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NATHANIEL P. WILLIS.
THE SOLDIER's WIDOW.
That I should ever come,
Lead on! my orphan boy!
May bring to thee a joy ;
Lead on! for thou art now
And I have seen his brow,
He will not meet thee there
He will not call to prayer.
Aye, my own boy! thy sire
With his high glance of fire.
Its cadence on my lonely hours!
Or dew to the unconscious flowers.
While leaping pulses madly fly,
And years, and sin, and manhood flee,
Of beauty on the whispering sea,
Of what I have been taught to be. My heart is harder, and perhaps
My manliness hath drunk up tears,
Of a few miserable years,
Beneath a moonlight sky of spring,
And night had on her silver wingWhen bursting leaves and diamondg rass,
" And waters leaping to the light, And all that makes the pulses pass
With wilder fleetness, throng'd the nightWhen all was beauty-then have I
With friends on whom my love is flung Like myrrh on winds of Araby,
Gazed up where evening's lamp is hung. • And when the beautiful spirit there,
Flung over me its golden chain, My mother's voice came on the air
Like the light-dropping of the rain-
The spirit of a bended knee,
That our eternity might be
When night was stealing from the dawn, And mist was on the waking rills,
And tints were delicately drawn In the gray East—when birds were waking
With a low murmur in the trees, And melody by fits was breaking
Upon the whisper of the breeze, And this when I was forth, perchance As a worn reveller from the dance
And when the sun sprang gloriously And freely up, and hill and river
Were catching upon wave and tree The arrows from his subtle quiver
I say, a voice has thrill'd me then, Heard on the still and rushing light,
Or, creeping from the silent glen
Hath stricken me, and I have press'd
And pouring forth the earliest
Have felt my mother's spirit rush
And yielding to the blessed gush
Have risen up—the gay, the wild
MRS LYDIA H. SIGOURNEY.
THE SUNDAY SCHOOL.
Once to their Saviour's arms, and gently laid
Though sterner souls the fond approach forbade;
And round Jehovah's sacred altar meet,
And holy words their ruby lips repeat,
Yet some there are, upon whose childish brows
Wan poverty hath done the work of care;
Beneath whose consecrated dome you are;
And watch the gaudier forms that gaily move,
The “coat of many colors” proves His love,
And ye, blest labourers in this humble sphere,
To deeds of saint-like charity inclined,
Come forth to guide the weak, untutor'd mind-
Of grateful love-one tear of contrite pain !
The rest of earthly Sabbaihs. Be your gain
CONNECTICUT RIVER. Fair River! not unknown to classic song ;Which still in varying beauty roll'st along, Where first thy infant fount is faintly seen, A line of silver mid a fringe of green; Or where, near towering rocks, thy bolder tide, To win the giant-guarded pass, doth glide; Or where, in azure mantle, pure and free, Thou giv'st thy cool hand to the waiting sea; Though broader streams our sister realms may boast, Herculean cities, and a prouder coast, Yet, from the bound where hoarse St Lawrence roars To where La Plata rocks the sounding shores; From where the urns of slimy Nilus shine, To the blue waters of the rushing Rhine; Or where Ilissus glows like diamond spark, Or sacred Ganges whelms its votaries dark, No brighter skies the eye of day may see, No soil more verdant, nor a race more free. -See, where, amid their cultured vales, they stand, The generous offspring of a simple land; Too rough for flattery, and all fear above, King, priest, and prophet, in the homes they love. On equal laws their anchor'd hopes are stay'd, By all interpreted, and all obey'd. Alike the despot and the slave they hate, And rise firm columns of a happy state. To them content is bliss; and labour, health; And knowledge, power; and true religion, wealth.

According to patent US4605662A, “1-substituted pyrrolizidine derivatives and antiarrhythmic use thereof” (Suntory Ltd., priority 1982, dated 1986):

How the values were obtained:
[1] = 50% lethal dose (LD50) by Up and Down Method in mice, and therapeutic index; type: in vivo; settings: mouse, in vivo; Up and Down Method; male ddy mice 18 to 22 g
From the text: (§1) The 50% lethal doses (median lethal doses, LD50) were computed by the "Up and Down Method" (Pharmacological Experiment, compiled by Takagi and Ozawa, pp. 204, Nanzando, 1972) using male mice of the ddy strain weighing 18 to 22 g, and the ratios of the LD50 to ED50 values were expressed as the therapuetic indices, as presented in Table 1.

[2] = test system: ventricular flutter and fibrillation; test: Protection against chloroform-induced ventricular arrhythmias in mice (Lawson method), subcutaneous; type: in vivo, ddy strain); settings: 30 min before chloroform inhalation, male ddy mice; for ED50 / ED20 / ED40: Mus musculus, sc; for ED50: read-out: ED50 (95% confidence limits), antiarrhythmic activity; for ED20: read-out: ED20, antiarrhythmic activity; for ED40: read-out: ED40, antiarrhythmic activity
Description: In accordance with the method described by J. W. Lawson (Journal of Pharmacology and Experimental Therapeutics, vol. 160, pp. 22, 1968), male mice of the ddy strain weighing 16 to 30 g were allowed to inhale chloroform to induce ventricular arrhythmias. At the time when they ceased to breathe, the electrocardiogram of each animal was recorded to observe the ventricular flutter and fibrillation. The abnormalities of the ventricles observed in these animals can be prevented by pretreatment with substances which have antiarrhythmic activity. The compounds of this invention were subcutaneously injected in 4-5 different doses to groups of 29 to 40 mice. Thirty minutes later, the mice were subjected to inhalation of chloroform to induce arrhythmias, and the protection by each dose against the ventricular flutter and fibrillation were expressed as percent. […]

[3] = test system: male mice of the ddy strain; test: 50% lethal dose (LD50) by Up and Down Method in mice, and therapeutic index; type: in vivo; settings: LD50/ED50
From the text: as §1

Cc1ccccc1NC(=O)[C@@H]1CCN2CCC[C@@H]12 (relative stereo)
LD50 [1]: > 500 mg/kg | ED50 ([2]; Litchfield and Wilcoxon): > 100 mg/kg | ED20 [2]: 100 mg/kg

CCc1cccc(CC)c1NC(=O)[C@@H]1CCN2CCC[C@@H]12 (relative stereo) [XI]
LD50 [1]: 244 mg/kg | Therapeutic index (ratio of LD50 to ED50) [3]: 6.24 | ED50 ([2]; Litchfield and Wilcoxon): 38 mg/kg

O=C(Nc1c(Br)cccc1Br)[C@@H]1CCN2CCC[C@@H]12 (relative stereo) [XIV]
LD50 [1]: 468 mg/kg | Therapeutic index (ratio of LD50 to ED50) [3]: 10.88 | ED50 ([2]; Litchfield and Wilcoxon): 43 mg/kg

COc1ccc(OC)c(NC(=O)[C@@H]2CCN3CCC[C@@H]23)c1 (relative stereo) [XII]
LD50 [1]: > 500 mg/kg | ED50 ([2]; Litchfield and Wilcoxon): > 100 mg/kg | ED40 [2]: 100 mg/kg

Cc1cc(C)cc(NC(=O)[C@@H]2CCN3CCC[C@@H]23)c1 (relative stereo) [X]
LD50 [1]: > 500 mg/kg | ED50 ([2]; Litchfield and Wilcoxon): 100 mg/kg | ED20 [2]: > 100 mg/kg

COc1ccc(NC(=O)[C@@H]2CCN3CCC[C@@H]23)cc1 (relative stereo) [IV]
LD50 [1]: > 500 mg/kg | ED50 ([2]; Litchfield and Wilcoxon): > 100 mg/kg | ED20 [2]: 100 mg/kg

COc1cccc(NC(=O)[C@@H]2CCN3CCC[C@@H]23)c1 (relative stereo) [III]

The farmer, here, with honest pleasure secs His orchards blushing to the fervid breeze, His bleating flocks, the shearer's care who need, His waving woods, the winter fire that feed, His hardy steers, that break the yielding soil, His patient sons, who aid their father's toil, The ripening fields, for joyous harvest drest, And the white spire that points a world of rest. -His thrifty mate, solicitous to bear An equal burden in the yoke of care, With vigorous arm the flying shuttle heaves, Or from the press the golden cheese receives; Her pastime, when the daily task is o’er, With apron clean, to seek her neighbour's door, Partake the friendly feast, with social glow, Exchange the news, and make the stocking grow; Then, hale and cheerful, to her home repair, When Sol's slant ray renews her evening care, Press the full adder for her children's meal, Rock the tired babe, or wake the tuneful wheel.
See, towards yon dome, where village science dwells,
Scorn not this lowly race, ye sons of pride!
Here, mid the graves by time so sacred made,